From the pages of
Sublette Examiner
Volume 7, Number 21 - August 16, 2007
brought to you online by Pinedale Online

Suit against SCSD #1 dropped
Following Cheyenne hearing, state withdraws complaint over disputed monies
by Janet Montgomery

Sublette County School District #1 (SCSD#1)board members got good news on the pending lawsuit filed against the district over last year’s over-the-cap monies, which the state says the district owes the Wyoming Department of Education.

“Our lawsuit against the State Department of Education is the only one that’s out there ... on this issue ... at this point in time,” said Superintendent Doris Woodbury.

Woodbury told five members of the school board last Thursday night that a hearing in the First Judicial District court on July 27 in Cheyenne ended in the district’s favor.

“This was a restraining order to keep us from spending any money, any of the disputed funds,” Woodbury said Monday of the July hearing. “Basically the judge found their request for a restraining order to be without merit. ... Since (the) suit was the exact same arguments, they have withdrawn their suit from the districts.” Woodbury said that the restraining order was filed after the DOE filed its suit against the district.

“The restraining order and the suit contained the very same arguments,” she said. “The restraining order was for the purpose of having the rebated recapture districts (stop) spending their money immediately.”

The DOE filed suit against the school district earlier in July, but not until after Sublette County School Districts #1 and #9 filed suits against State Superintendent of Public Instruction Jim McBride on July 12 in the Ninth Judicial District Court in Pinedale.

Shortly after, other recapture districts filed to join the suit against McBride. Woodbury said that the DOE wanted to keep the over-the-cap or “recapture” money, and retain any interest earned on those dollars since the November election when Wyoming voters cast in favor of Amendment B.

Before Amendment B passed in November 2006, the over-the-cap money was the “excess” special property tax revenues, of which 75 percentwent to the state and 25 percent stayed in the generating district. The amendment passage changed the Wyoming Constitution wording to remove “of not more than three-quarters,” so that it now reads “The Legislation may also provide for the distribution among one (1) or more school districts of any revenue from the special school-district property tax in excess of a state average yield, which shall be calculated each year, per average daily membership.”

However,while the constitutional wording changed, SCSD #1 Business Manager Vern McAdams said, Wyoming legislation that determines how much money stays in the recapture districtshas not been altered. The statute that allows for the 75percent of the tax to be rebated, leaving 25 percent in the taxing district, was enacted in 1983. The Sublette County districts’ suit says that the amendment change clearly gives the Legislature the discretion to provide revenue to one or more districts at any percentage: “the Legislature could elect to distribute that money back to only recapture districts, to any one particular district,or to all districts, if it so chose.”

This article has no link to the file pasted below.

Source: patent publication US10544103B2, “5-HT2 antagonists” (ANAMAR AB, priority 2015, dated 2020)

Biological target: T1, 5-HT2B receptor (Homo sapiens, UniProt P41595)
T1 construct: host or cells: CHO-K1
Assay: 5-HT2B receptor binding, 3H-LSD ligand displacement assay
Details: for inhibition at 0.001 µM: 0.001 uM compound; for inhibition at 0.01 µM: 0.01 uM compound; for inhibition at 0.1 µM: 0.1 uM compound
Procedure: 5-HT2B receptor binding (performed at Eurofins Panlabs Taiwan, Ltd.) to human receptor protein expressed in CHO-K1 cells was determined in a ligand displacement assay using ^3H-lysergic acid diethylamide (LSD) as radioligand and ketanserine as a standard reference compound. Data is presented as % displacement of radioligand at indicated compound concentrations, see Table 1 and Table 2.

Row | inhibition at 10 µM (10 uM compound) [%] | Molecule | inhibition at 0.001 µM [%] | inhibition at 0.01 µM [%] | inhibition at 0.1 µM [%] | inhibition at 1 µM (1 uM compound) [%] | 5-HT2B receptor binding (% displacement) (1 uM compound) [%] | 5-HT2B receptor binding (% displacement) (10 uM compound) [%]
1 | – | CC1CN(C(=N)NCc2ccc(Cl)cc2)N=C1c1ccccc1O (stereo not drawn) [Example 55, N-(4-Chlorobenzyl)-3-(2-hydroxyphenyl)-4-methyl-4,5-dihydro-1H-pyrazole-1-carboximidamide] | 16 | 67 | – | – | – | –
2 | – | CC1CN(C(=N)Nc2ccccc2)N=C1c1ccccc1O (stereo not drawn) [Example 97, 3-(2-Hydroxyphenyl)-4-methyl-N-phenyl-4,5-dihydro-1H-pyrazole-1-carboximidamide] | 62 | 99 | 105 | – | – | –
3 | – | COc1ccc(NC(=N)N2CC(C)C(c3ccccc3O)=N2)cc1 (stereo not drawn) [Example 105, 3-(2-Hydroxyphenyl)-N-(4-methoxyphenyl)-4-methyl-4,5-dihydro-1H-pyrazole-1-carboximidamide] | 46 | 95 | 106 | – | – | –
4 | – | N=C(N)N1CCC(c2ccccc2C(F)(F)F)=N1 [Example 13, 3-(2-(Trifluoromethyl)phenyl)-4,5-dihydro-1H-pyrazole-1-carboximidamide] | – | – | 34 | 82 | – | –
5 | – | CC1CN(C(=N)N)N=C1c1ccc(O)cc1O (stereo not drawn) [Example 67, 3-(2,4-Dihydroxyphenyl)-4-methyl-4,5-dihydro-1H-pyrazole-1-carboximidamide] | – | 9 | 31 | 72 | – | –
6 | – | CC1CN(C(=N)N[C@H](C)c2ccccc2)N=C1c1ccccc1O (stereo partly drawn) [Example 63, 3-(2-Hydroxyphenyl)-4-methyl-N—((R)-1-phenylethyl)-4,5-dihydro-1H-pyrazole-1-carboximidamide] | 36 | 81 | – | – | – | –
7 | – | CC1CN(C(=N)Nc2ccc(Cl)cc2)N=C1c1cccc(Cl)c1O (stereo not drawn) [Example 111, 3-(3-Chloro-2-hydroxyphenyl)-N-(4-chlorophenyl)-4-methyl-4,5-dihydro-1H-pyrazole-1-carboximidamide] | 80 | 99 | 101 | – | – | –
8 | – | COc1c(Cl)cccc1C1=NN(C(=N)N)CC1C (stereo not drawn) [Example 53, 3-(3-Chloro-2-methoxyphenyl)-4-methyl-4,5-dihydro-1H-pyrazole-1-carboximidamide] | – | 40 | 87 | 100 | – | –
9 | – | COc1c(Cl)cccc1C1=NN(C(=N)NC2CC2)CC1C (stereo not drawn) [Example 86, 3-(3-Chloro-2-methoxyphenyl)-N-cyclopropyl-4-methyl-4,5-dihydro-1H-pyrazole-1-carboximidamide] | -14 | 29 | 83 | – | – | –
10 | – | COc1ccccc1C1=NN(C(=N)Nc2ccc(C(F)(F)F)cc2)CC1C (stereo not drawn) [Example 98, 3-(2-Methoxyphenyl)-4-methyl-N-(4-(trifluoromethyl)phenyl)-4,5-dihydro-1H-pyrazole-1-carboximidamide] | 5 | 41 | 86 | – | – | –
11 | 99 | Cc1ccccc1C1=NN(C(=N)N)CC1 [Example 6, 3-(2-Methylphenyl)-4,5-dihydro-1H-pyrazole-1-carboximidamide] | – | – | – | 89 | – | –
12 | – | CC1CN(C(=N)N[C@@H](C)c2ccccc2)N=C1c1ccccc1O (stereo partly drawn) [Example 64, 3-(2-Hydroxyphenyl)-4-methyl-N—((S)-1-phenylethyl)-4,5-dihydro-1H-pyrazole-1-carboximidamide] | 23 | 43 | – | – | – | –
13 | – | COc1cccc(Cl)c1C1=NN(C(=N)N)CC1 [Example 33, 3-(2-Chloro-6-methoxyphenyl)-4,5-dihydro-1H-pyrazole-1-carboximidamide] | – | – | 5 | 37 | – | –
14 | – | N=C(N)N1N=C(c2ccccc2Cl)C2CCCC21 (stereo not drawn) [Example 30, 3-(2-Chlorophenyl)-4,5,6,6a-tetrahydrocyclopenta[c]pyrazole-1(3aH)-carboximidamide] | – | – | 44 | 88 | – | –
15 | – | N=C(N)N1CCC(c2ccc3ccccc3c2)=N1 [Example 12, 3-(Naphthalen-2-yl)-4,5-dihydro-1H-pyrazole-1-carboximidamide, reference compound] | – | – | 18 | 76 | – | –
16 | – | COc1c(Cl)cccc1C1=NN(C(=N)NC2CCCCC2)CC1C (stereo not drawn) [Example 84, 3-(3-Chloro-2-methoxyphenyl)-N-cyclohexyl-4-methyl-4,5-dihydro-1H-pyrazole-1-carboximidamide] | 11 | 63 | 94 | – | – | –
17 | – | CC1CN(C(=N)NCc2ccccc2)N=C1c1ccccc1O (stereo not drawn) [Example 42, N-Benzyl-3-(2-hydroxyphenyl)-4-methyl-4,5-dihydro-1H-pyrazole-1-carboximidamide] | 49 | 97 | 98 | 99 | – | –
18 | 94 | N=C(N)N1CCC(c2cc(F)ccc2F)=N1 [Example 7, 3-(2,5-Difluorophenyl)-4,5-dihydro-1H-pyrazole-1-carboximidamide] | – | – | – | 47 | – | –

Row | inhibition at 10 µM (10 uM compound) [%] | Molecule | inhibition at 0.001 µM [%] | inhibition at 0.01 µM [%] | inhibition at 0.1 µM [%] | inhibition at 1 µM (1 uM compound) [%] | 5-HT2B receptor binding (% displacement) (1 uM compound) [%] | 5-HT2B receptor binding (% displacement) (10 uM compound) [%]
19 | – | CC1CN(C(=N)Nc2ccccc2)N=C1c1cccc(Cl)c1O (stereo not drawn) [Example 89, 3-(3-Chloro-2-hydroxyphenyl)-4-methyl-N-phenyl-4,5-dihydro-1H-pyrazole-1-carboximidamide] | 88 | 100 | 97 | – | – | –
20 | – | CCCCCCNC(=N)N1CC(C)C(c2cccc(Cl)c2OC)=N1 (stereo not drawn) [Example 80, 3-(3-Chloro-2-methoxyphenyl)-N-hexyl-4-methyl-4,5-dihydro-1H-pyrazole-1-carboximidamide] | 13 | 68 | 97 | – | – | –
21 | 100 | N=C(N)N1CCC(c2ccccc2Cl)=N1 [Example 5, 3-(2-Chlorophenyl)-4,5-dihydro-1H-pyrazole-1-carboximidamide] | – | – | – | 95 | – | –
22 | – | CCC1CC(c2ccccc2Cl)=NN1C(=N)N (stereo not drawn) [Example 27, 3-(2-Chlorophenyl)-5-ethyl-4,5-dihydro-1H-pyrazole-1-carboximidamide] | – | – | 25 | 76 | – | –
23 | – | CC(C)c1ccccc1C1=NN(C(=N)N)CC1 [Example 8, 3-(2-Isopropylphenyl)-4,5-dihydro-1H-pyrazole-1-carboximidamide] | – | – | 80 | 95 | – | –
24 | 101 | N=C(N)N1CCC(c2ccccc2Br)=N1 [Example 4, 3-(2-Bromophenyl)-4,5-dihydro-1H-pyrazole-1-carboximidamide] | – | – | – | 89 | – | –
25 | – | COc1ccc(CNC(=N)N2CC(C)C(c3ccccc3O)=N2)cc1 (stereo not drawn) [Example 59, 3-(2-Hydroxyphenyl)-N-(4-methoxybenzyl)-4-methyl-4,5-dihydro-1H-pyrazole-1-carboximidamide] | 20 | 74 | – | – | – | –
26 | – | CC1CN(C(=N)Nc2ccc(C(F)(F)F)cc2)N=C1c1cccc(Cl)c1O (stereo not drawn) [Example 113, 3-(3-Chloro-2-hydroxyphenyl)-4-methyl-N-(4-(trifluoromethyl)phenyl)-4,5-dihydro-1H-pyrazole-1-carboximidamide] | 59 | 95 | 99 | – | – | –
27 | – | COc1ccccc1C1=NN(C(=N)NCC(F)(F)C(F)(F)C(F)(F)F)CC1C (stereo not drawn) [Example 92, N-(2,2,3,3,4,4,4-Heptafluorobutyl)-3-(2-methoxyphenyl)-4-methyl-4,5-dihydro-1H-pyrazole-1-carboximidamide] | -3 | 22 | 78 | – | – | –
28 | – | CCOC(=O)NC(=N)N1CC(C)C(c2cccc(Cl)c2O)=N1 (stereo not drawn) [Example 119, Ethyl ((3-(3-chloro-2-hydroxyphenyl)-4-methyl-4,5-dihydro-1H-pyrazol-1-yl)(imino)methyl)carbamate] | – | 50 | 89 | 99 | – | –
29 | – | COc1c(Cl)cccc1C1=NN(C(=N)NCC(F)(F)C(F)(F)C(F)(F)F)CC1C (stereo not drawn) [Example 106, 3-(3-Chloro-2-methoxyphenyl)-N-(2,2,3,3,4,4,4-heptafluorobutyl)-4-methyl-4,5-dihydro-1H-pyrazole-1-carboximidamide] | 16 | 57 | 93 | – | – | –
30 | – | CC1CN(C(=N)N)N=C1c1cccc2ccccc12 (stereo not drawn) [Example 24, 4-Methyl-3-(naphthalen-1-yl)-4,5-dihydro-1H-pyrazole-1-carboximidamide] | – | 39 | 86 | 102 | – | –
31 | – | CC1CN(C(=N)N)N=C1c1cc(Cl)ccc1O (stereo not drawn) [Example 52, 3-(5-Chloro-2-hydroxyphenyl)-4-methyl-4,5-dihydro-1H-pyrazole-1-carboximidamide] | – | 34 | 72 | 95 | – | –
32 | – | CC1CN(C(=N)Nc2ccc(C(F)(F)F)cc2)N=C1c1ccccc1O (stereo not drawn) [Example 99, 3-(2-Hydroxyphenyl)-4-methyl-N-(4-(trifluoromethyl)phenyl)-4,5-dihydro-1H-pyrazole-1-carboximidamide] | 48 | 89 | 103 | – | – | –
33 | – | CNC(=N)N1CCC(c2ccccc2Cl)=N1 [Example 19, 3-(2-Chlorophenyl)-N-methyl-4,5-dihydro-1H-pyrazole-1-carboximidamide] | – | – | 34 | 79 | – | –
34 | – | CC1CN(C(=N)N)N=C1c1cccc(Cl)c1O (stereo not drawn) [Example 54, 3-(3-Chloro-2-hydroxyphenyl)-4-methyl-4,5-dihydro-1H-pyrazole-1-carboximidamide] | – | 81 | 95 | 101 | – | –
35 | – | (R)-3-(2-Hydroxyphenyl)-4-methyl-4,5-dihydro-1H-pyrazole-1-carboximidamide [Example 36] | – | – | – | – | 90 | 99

By not repealing or amending the statute, the suit says “the Legislature effectively determined not to require repayment from the rebated recapture districts of more than (75 percent) of the rebated revenue.”

On July 27, First Judicial District Court Judge Pete G. Arnold heard arguments for a restraining order that the state filed against the Sublette County districts to keep them from spending the disputed money. McAdams said, “(Judge Arnold)was pretty tough on them actually. … He really told them they didn’t do anything like they should have.”

McAdams said that the state gave the district no help or forewarning of what it was going todo if the amendment passed last year. “(To) come in the middle of the (school) year and say ‘you are going to pay us now’ is unreasonable,” he said.

Woodbury said that after the restraining order was soundly beaten, the DOE withdrew its lawsuit that had the same arguments as the restraining order.

In Pinedale, Ninth Judicial District Court Judge Nancy Guthrie will preside over the suit filed by the local districts. The action filed by the county districts against McBride asks the court to find McBride without authority or power to interpret the constitution and Wyoming laws in an administrative hearing, but rather to have the court system decide who gets the over-the cap monies.

Court documents indicate that the districts’ lawsuit against McBride arises out of the actions of McBride, when he “erroneously” interpreted and “retroactively” applied the constitutional provisions, and that McBride “unlawfully and inappropriately demanded” the excess money (of about $36 million) to be paid to the Wyoming Department of Education, contrary to state law.

The DOE collected more than $67 million of the $103 million excess funds from SCSD#1 last year.

Woodbury noted that the big issue is not whether or not Pinedale gets to keep the money, but rather, “what is the state going to do with the money once they take it.” “Prior to the election State Sen. Hank Coe and others talked about using these dollars (that are specifically levied for education) for things like roads and other projects,” Woodbury said. “The people of Wyoming voted for Amendment B based on the wording that made it sound like other school districts would actually get some of these funds. We have had districts ask us “when were they going to get their money?’”

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